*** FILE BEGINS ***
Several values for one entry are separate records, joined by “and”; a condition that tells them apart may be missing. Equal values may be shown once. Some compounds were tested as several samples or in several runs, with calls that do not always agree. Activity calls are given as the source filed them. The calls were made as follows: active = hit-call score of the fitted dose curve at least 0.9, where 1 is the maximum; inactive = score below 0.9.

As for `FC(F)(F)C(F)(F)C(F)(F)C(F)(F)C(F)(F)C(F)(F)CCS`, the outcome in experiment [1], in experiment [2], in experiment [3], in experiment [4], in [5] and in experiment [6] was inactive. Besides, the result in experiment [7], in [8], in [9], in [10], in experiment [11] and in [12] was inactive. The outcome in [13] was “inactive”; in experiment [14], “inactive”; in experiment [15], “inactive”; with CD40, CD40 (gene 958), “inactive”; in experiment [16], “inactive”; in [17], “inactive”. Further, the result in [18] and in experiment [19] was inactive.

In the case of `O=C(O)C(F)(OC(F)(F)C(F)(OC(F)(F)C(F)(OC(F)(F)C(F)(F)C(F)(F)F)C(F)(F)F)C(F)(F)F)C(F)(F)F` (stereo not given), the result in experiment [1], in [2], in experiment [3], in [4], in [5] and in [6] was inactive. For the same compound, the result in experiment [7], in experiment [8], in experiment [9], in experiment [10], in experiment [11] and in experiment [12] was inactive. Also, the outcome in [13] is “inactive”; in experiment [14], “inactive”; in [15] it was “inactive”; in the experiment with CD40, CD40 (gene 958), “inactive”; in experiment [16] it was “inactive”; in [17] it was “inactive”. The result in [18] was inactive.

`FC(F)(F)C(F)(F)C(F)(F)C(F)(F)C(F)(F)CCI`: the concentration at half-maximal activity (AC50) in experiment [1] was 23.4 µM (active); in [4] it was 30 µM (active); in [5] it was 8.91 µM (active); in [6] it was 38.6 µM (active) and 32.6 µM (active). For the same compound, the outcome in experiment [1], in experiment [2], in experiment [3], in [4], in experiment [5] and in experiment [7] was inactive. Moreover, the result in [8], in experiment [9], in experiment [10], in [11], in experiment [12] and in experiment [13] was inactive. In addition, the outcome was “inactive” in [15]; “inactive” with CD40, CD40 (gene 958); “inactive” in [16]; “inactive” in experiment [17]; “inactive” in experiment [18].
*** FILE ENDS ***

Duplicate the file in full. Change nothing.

Several values for one entry are separate records, joined by “and”; a condition that tells them apart may be missing. Equal values may be shown once. Some compounds were tested as several samples or in several runs, with calls that do not always agree. Activity calls are given as the source filed them. The calls were made as follows: active = hit-call score of the fitted dose curve at least 0.9, where 1 is the maximum; inactive = score below 0.9.

As for `FC(F)(F)C(F)(F)C(F)(F)C(F)(F)C(F)(F)C(F)(F)CCS`, the outcome in experiment [1], in experiment [2], in experiment [3], in experiment [4], in [5] and in experiment [6] was inactive. Besides, the result in experiment [7], in [8], in [9], in [10], in experiment [11] and in [12] was inactive. The outcome in [13] was “inactive”; in experiment [14], “inactive”; in experiment [15], “inactive”; with CD40, CD40 (gene 958), “inactive”; in experiment [16], “inactive”; in [17], “inactive”. Further, the result in [18] and in experiment [19] was inactive.

In the case of `O=C(O)C(F)(OC(F)(F)C(F)(OC(F)(F)C(F)(OC(F)(F)C(F)(F)C(F)(F)F)C(F)(F)F)C(F)(F)F)C(F)(F)F` (stereo not given), the result in experiment [1], in [2], in experiment [3], in [4], in [5] and in [6] was inactive. For the same compound, the result in experiment [7], in experiment [8], in experiment [9], in experiment [10], in experiment [11] and in experiment [12] was inactive. Also, the outcome in [13] is “inactive”; in experiment [14], “inactive”; in [15] it was “inactive”; in the experiment with CD40, CD40 (gene 958), “inactive”; in experiment [16] it was “inactive”; in [17] it was “inactive”. The result in [18] was inactive.

`FC(F)(F)C(F)(F)C(F)(F)C(F)(F)C(F)(F)CCI`: the concentration at half-maximal activity (AC50) in experiment [1] was 23.4 µM (active); in [4] it was 30 µM (active); in [5] it was 8.91 µM (active); in [6] it was 38.6 µM (active) and 32.6 µM (active). For the same compound, the outcome in experiment [1], in experiment [2], in experiment [3], in [4], in experiment [5] and in experiment [7] was inactive. Moreover, the result in [8], in experiment [9], in experiment [10], in [11], in experiment [12] and in experiment [13] was inactive. In addition, the outcome was “inactive” in [15]; “inactive” with CD40, CD40 (gene 958); “inactive” in [16]; “inactive” in experiment [17]; “inactive” in experiment [18].